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We raised our first 2 pigs this year and they were so entertaining. In February 2014 we traveled to a local farm to pick up our new wiener pigs. We loaded them up in a dog kennel and brought them home.


Little Piggies

We fed the pigs fruit and veggie scraps that I gathered from various stores and dumpsters. We also had a great bread contact with a local bakery. In December we made cottage cheese from raw milk and we froze the left over whey for our pigs. They absolutely love whey and it is really good for them. For their last week I feed them oats and barley mixed with milk. Raising pigs is very affordable if you are willing to put in the effort to find contacts. It is very reassuring to know exactly what you will be feeding your family.

Lazy Mud Day

Lazy Mud Day

We raised our pigs until September and did all our own processing on the farm. The pigs weighted out at 250 lbs. 24 hours before processing date provide only water. This was our first experience doing it so I am sure there is room for improvement (suggestions welcomed). Here is what we did:

Estimating Weight Formula
We estimated the weight by doing a simple 2 step formula. 
Step one(length) measure from rump to head (between the ears).

Second step measure the girth just behind the shoulders. 

Then it is girth squared times length divided by 400. 
We used a piece of string because we didn't have a measuring  tape.
TIP - Give them something delicious or they will sample your boots!

Here are the steps we followed to get the job done.

  1. Boil lots and lots of water. Get some rags, a knife for scrapping, sharp knives for butchering, a bone saw, a hoe, and a tiger torch.
  2. You need to be a good shot for this part. I put out some delicious food, cried a little, and took a step back. Shoot the hog just above the eyes slightly off center, it helps to draw an imaginary line from ear to eye and aim off center of that. After that was done a good friend stepped in and cut the jugular and collected all the blood for blood sausage.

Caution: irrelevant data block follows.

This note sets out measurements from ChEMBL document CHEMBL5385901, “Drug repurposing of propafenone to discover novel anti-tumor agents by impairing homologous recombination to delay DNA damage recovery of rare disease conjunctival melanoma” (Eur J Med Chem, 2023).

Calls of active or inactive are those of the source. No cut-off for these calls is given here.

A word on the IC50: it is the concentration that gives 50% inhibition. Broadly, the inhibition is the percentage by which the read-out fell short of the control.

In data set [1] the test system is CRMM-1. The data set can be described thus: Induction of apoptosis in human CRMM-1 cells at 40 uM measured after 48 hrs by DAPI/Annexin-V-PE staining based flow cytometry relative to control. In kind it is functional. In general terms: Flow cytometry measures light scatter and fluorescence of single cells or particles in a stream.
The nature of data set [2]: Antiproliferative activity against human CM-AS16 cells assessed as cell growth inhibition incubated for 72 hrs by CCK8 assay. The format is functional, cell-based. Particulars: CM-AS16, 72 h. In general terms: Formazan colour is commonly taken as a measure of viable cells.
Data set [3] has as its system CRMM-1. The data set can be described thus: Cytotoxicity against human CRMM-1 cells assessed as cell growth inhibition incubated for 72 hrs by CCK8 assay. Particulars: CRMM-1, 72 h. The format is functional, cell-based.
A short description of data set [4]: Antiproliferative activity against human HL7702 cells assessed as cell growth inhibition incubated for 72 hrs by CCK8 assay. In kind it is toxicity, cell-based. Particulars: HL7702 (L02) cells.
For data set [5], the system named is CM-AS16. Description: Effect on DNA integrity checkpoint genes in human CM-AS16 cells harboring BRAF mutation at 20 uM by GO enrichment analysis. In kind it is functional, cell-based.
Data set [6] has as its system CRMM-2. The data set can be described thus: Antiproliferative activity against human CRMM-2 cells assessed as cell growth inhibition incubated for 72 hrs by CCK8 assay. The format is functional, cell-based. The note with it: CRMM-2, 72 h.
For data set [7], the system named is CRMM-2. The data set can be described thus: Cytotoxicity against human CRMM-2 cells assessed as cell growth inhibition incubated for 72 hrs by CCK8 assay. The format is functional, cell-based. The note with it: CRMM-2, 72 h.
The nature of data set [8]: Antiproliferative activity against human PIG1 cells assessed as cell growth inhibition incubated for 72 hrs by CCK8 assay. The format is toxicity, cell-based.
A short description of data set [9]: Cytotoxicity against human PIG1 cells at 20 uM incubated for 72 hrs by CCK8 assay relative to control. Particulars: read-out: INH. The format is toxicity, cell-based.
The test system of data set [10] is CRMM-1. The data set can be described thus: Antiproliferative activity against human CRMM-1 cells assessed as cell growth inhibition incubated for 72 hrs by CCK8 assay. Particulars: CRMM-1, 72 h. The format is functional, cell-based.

3. We placed the pig on a large piece of plywood. Using a tiger torch burn the skin until black.IMG_3633
  4. Put the rags in the boiling water and place on the burnt skin.
  5. Using a dull knife scrap off the skin. IMG_3636
  6. Once all the skin is off clean everything well with water and a wire brush.
  7. Flip the hog onto his back and cut from the genitals up to the neck. When you cut be very careful not to puncture any internal organs. Using a bone saw cut through the breast bone. Carefully scoop out the organs, it helps to roll the hog on his side. If you are going to keep the liver, heart, and kidneys place in a separate bowl full of water to prevent them from drying out.  Aviary Photo_130644665773348519
  8. Luckily we have another great friend who let us borrow a hoist that hooked up to the truck. We cut a slit in each hock and placed the pig on the hoist. We used twine for extra security.
  9. Cut off the head and with a bone saw cut the hog in half. Take down one half and take it to your processing table. Make sure you wash down your table with bleach water to completely sanitize the work area. Aviary Photo_130644672198925828
  10. Next you need to decide what cuts you want. We use ground meat the most so that was our priority. We also cut some ham, roasts, loins, and of course BACON.

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